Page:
From the first step-in, the Nimbus oozes plush comfort. Your feet feel well held by the heel collars and cocooned without being cramped by the wrapping knit uppers. You instantly know you’re lacing up plush shoes that prioritise comfort over speed and agility.
The ride is largely the same drill as the Nimbus 25. Loads of soft, plush comfort with a cradled footbed that takes almost all of the road out of each footstrike but isn’t completely devoid of energy. There’s a lot of sink but a little bounce, too. There’s a stiffness to the midsole too that helps with the clip-along, too.
Though initially I found the transitions somewhat disconnected. I didn’t get the seamless roll through I was hoping for from the rocker in the early miles and everything was a bit slappy.
That eased the more miles I covered but this certainly wasn’t one of those shoes that disappears and feels natural straight out of the box. Not like the Saucony Ride 17.
By the end of one 7-mile run I also had hotpots on my soles at the back of the toes and a bit of discomfort on a couple of metatarsals. I’ve tested 100s of shoes in the past 12 months and this is the first time I’ve had that. I didn’t get that with the Nimbus 25 either but I put it down to that disconnected midsole sensation.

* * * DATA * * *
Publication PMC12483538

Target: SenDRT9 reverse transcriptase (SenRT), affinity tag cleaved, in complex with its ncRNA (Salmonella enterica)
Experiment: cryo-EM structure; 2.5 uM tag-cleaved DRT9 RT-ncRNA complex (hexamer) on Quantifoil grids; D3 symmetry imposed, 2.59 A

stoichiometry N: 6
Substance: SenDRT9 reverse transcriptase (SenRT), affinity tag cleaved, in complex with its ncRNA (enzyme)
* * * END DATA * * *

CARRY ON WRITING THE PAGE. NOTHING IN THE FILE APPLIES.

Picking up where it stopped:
I ran in some wet conditions where the knitted uppers held a lot of water, too and that may have contributed. It also made an already heavy shoe feel much weightier on the foot.
Speaking of wet conditions, to test the grip improvements, I did some A/B testing in the rain on a tight-corner circuit with some slippier sections. There’s notable improvements here. The Nimbus 26 is much stickier when you need it to be. They also handle some slippier off-road miles without any trouble as well.